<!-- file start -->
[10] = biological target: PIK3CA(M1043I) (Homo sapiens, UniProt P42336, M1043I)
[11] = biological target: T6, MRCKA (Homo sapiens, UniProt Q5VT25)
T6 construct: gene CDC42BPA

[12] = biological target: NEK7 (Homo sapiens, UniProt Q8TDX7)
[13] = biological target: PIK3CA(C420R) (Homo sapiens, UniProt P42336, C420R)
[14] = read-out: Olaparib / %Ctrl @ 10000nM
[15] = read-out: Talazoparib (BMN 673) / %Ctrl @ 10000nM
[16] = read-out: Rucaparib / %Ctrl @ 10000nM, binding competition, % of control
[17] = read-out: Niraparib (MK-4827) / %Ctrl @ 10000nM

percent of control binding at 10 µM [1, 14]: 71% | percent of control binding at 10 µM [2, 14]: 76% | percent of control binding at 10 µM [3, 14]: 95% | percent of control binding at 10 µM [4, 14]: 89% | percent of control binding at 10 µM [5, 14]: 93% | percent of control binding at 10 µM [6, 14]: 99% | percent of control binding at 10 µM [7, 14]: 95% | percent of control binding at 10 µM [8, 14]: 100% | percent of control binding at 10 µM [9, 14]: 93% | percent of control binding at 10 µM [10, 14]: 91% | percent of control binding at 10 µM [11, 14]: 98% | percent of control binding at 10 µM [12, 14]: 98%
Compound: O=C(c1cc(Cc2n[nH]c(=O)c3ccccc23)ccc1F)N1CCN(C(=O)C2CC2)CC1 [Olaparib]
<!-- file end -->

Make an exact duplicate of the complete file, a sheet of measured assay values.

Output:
[10] = biological target: PIK3CA(M1043I) (Homo sapiens, UniProt P42336, M1043I)
[11] = biological target: T6, MRCKA (Homo sapiens, UniProt Q5VT25)
T6 construct: gene CDC42BPA

[12] = biological target: NEK7 (Homo sapiens, UniProt Q8TDX7)
[13] = biological target: PIK3CA(C420R) (Homo sapiens, UniProt P42336, C420R)
[14] = read-out: Olaparib / %Ctrl @ 10000nM
[15] = read-out: Talazoparib (BMN 673) / %Ctrl @ 10000nM
[16] = read-out: Rucaparib / %Ctrl @ 10000nM, binding competition, % of control
[17] = read-out: Niraparib (MK-4827) / %Ctrl @ 10000nM

percent of control binding at 10 µM [1, 14]: 71% | percent of control binding at 10 µM [2, 14]: 76% | percent of control binding at 10 µM [3, 14]: 95% | percent of control binding at 10 µM [4, 14]: 89% | percent of control binding at 10 µM [5, 14]: 93% | percent of control binding at 10 µM [6, 14]: 99% | percent of control binding at 10 µM [7, 14]: 95% | percent of control binding at 10 µM [8, 14]: 100% | percent of control binding at 10 µM [9, 14]: 93% | percent of control binding at 10 µM [10, 14]: 91% | percent of control binding at 10 µM [11, 14]: 98% | percent of control binding at 10 µM [12, 14]: 98%
Compound: O=C(c1cc(Cc2n[nH]c(=O)c3ccccc23)ccc1F)N1CCN(C(=O)C2CC2)CC1 [Olaparib]